What to expect at the criminal court when charged with a road traffic offence.

What to expect at the criminal court when charged with a road traffic offence.

If someone is charged with a criminal offence, they must go to a court to answer that charge.

There are three types of criminal court in the UK:

  1. Magistrate’s Courts
  2. The Crown Court
  3. Youth Court

For adults, all road traffic offences, however serious, will start in the magistrates’ courts, where the magistrates will determine whether the case should be heard in a magistrates’ court or the Crown Court. How magistrates decide which court will hear a case depends on which type of offence it is and how serious.

Summary offences are minor/low-level road traffic/motoring offences and as they are less serious cases that can only be dealt with in the Magistrates court. These offences include speeding, driving without due care and attention, failing to stop and report an accident, etc. So, any summary only will stay in the Magistrates Court.

Either way offences, can be heard in magistrates’ court or the Crown Court and will be allocated depending on the seriousness of the offence or whether the offender elects trial by jury, an example is dangerous driving.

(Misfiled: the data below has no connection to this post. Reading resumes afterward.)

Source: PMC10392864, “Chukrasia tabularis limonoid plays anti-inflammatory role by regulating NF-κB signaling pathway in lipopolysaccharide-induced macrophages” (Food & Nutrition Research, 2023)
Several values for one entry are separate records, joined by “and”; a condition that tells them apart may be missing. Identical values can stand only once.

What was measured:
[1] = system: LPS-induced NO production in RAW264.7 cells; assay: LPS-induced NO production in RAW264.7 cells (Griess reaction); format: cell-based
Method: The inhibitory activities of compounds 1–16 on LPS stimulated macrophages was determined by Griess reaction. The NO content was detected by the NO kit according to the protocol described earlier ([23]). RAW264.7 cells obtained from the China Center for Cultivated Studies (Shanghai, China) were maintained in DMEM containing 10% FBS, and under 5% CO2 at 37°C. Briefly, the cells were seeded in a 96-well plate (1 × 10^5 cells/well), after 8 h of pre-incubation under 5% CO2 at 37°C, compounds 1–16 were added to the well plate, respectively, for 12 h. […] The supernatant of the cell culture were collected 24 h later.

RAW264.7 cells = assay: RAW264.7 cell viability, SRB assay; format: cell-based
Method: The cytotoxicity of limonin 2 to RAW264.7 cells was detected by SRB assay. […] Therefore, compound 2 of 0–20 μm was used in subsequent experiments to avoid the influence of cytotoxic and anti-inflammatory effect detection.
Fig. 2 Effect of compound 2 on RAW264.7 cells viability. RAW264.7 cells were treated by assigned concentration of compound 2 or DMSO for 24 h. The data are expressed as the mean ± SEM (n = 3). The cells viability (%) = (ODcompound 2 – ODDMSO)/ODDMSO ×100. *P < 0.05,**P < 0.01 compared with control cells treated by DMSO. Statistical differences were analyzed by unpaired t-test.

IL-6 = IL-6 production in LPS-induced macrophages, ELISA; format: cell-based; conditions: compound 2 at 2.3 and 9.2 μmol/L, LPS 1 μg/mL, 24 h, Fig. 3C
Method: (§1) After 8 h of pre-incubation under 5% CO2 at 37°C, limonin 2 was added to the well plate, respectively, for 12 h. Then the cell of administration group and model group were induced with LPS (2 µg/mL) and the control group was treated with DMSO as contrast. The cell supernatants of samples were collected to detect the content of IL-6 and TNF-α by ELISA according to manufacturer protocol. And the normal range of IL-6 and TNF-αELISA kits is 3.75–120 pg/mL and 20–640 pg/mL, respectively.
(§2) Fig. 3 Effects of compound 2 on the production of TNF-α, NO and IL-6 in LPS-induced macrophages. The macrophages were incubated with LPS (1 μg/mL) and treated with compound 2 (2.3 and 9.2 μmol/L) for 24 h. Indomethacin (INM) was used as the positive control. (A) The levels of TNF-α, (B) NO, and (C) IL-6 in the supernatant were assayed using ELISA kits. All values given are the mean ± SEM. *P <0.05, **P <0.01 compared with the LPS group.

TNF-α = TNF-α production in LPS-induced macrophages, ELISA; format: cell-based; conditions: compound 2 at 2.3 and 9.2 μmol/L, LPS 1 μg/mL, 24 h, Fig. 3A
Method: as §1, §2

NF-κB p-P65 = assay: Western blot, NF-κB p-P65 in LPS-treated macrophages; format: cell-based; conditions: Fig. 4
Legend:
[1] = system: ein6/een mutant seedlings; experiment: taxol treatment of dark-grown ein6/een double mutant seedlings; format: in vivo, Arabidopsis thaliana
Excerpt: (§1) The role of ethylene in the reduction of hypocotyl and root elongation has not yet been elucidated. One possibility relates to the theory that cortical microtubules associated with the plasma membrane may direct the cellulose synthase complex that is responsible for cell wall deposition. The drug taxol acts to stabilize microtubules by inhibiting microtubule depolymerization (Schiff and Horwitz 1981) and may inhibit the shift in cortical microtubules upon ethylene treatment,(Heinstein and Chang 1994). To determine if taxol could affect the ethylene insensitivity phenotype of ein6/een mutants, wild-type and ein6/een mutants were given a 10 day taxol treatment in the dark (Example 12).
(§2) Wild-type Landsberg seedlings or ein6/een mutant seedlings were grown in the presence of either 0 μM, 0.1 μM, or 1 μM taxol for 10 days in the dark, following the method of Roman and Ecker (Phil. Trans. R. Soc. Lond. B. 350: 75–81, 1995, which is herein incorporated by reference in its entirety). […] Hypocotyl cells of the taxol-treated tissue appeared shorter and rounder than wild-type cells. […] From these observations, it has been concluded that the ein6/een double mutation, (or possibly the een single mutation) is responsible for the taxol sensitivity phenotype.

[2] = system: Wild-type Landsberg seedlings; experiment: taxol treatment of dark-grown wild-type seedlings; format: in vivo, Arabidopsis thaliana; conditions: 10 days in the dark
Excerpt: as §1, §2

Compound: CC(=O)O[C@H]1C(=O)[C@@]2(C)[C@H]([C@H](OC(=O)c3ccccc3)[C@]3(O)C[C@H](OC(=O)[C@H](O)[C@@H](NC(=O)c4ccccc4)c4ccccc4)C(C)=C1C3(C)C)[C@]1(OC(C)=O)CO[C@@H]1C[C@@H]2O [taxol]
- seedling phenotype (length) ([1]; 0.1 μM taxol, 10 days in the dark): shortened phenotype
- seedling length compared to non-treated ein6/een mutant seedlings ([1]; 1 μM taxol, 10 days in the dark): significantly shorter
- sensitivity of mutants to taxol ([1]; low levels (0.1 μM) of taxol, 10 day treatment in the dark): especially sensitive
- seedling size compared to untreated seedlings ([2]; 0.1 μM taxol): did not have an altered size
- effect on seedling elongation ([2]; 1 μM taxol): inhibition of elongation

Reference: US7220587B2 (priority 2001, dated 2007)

Indictable only offences can be heard only in the Crown Court. These are the most serious cases and include offences such as causing death by careless or inconsiderate driving, causing death by dangerous driving or causing death by driving whilst disqualified.  

There are over 150 magistrates’ courts across England and Wales. Cases are usually heard by either three lay magistrates or a District Judge (magistrates’ court) supported by a legal adviser. There is no jury in a magistrates’ court.

Magistrates have sentencing powers that allow them to impose a range of sentences, included unlimited fines, bans, community orders and up to 12 months’ custody, depending on the offence.

A Crown Court Judge will deal with all matters except trials which are dealt with by way of a jury made up of twelve jurors who will be advised on matters of law by the judge. The judge decides on matters of law during a trial, and, if the defendant is found guilty, decide on the sentence.

Attending court can be very daunting, particularly because of not knowing what to expect. Here is a short video from HM Courts and Tribunals Service showing the people you will see in the courtroom at the Magistrates’ Court, to help you have a better idea of who’s who.

Coming to a Magistrates' Court

Do you need legal advice or representation regarding a road traffic offence? We can help you. Get in touch with us.


 📞07418608916 (Whatsapp – txt messages only).

 📧 lucinda@ldlegalservices.co.uk